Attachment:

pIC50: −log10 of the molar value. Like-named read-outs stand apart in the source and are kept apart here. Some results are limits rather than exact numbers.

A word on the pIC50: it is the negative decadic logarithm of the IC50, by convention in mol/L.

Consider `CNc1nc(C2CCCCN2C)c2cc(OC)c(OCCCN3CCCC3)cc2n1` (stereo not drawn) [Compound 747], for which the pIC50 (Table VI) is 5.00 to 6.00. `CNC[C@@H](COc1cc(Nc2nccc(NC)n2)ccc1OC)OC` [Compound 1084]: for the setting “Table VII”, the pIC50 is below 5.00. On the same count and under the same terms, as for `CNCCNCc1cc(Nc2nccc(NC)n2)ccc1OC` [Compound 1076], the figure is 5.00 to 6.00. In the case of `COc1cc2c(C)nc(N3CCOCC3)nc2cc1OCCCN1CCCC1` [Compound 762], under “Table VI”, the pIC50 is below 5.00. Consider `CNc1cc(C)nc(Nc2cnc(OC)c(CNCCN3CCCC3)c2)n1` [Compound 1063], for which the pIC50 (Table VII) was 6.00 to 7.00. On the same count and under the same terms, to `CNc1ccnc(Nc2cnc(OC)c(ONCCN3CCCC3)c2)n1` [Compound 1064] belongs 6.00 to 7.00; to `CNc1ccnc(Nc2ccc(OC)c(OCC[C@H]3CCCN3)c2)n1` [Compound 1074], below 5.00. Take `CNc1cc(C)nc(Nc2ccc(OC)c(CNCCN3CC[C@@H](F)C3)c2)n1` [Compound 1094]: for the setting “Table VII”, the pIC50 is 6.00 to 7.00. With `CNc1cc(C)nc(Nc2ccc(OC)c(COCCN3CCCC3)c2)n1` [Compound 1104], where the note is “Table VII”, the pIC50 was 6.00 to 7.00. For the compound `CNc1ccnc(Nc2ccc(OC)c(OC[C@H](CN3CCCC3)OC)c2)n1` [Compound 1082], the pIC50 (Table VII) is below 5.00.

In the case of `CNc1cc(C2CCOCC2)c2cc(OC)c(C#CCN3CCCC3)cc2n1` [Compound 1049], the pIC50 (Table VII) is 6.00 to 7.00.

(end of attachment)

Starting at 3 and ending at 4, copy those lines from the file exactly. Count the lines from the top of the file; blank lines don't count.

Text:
Consider `CNc1nc(C2CCCCN2C)c2cc(OC)c(OCCCN3CCCC3)cc2n1` (stereo not drawn) [Compound 747], for which the pIC50 (Table VI) is 5.00 to 6.00. `CNC[C@@H](COc1cc(Nc2nccc(NC)n2)ccc1OC)OC` [Compound 1084]: for the setting “Table VII”, the pIC50 is below 5.00. On the same count and under the same terms, as for `CNCCNCc1cc(Nc2nccc(NC)n2)ccc1OC` [Compound 1076], the figure is 5.00 to 6.00. In the case of `COc1cc2c(C)nc(N3CCOCC3)nc2cc1OCCCN1CCCC1` [Compound 762], under “Table VI”, the pIC50 is below 5.00. Consider `CNc1cc(C)nc(Nc2cnc(OC)c(CNCCN3CCCC3)c2)n1` [Compound 1063], for which the pIC50 (Table VII) was 6.00 to 7.00. On the same count and under the same terms, to `CNc1ccnc(Nc2cnc(OC)c(ONCCN3CCCC3)c2)n1` [Compound 1064] belongs 6.00 to 7.00; to `CNc1ccnc(Nc2ccc(OC)c(OCC[C@H]3CCCN3)c2)n1` [Compound 1074], below 5.00. Take `CNc1cc(C)nc(Nc2ccc(OC)c(CNCCN3CC[C@@H](F)C3)c2)n1` [Compound 1094]: for the setting “Table VII”, the pIC50 is 6.00 to 7.00. With `CNc1cc(C)nc(Nc2ccc(OC)c(COCCN3CCCC3)c2)n1` [Compound 1104], where the note is “Table VII”, the pIC50 was 6.00 to 7.00. For the compound `CNc1ccnc(Nc2ccc(OC)c(OC[C@H](CN3CCCC3)OC)c2)n1` [Compound 1082], the pIC50 (Table VII) is below 5.00.

In the case of `CNc1cc(C2CCOCC2)c2cc(OC)c(C#CCN3CCCC3)cc2n1` [Compound 1049], the pIC50 (Table VII) is 6.00 to 7.00.